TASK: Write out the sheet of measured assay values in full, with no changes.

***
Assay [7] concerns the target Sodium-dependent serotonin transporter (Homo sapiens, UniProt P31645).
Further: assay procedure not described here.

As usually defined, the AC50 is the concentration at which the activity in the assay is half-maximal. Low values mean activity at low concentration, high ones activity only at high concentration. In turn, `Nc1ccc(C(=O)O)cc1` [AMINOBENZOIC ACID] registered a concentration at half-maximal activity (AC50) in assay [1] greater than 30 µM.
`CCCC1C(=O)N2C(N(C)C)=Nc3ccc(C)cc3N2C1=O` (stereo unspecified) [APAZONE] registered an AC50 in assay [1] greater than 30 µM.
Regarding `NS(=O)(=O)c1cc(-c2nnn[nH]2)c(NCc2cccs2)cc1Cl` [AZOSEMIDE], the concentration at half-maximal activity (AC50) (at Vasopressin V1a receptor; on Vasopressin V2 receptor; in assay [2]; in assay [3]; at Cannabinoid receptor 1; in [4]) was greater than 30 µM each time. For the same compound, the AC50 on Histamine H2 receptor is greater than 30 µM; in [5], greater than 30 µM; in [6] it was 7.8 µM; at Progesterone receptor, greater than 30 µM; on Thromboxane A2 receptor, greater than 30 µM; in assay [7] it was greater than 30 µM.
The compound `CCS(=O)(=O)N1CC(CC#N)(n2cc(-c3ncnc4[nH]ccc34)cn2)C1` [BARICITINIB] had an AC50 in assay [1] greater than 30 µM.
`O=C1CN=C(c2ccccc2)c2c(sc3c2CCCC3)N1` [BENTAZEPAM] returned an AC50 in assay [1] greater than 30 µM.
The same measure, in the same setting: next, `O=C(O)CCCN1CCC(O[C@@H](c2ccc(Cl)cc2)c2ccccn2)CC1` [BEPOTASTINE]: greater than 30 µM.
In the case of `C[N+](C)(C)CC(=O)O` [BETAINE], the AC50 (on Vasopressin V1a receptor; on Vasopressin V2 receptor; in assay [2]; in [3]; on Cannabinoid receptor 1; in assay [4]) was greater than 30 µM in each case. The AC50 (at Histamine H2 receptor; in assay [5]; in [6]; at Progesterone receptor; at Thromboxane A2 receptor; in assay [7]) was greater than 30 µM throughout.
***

Assay [7] concerns the target Sodium-dependent serotonin transporter (Homo sapiens, UniProt P31645).
Further: assay procedure not described here.

As usually defined, the AC50 is the concentration at which the activity in the assay is half-maximal. Low values mean activity at low concentration, high ones activity only at high concentration. In turn, `Nc1ccc(C(=O)O)cc1` [AMINOBENZOIC ACID] registered a concentration at half-maximal activity (AC50) in assay [1] greater than 30 µM.
`CCCC1C(=O)N2C(N(C)C)=Nc3ccc(C)cc3N2C1=O` (stereo unspecified) [APAZONE] registered an AC50 in assay [1] greater than 30 µM.
Regarding `NS(=O)(=O)c1cc(-c2nnn[nH]2)c(NCc2cccs2)cc1Cl` [AZOSEMIDE], the concentration at half-maximal activity (AC50) (at Vasopressin V1a receptor; on Vasopressin V2 receptor; in assay [2]; in assay [3]; at Cannabinoid receptor 1; in [4]) was greater than 30 µM each time. For the same compound, the AC50 on Histamine H2 receptor is greater than 30 µM; in [5], greater than 30 µM; in [6] it was 7.8 µM; at Progesterone receptor, greater than 30 µM; on Thromboxane A2 receptor, greater than 30 µM; in assay [7] it was greater than 30 µM.
The compound `CCS(=O)(=O)N1CC(CC#N)(n2cc(-c3ncnc4[nH]ccc34)cn2)C1` [BARICITINIB] had an AC50 in assay [1] greater than 30 µM.
`O=C1CN=C(c2ccccc2)c2c(sc3c2CCCC3)N1` [BENTAZEPAM] returned an AC50 in assay [1] greater than 30 µM.
The same measure, in the same setting: next, `O=C(O)CCCN1CCC(O[C@@H](c2ccc(Cl)cc2)c2ccccn2)CC1` [BEPOTASTINE]: greater than 30 µM.
In the case of `C[N+](C)(C)CC(=O)O` [BETAINE], the AC50 (on Vasopressin V1a receptor; on Vasopressin V2 receptor; in assay [2]; in [3]; on Cannabinoid receptor 1; in assay [4]) was greater than 30 µM in each case. The AC50 (at Histamine H2 receptor; in assay [5]; in [6]; at Progesterone receptor; at Thromboxane A2 receptor; in assay [7]) was greater than 30 µM throughout.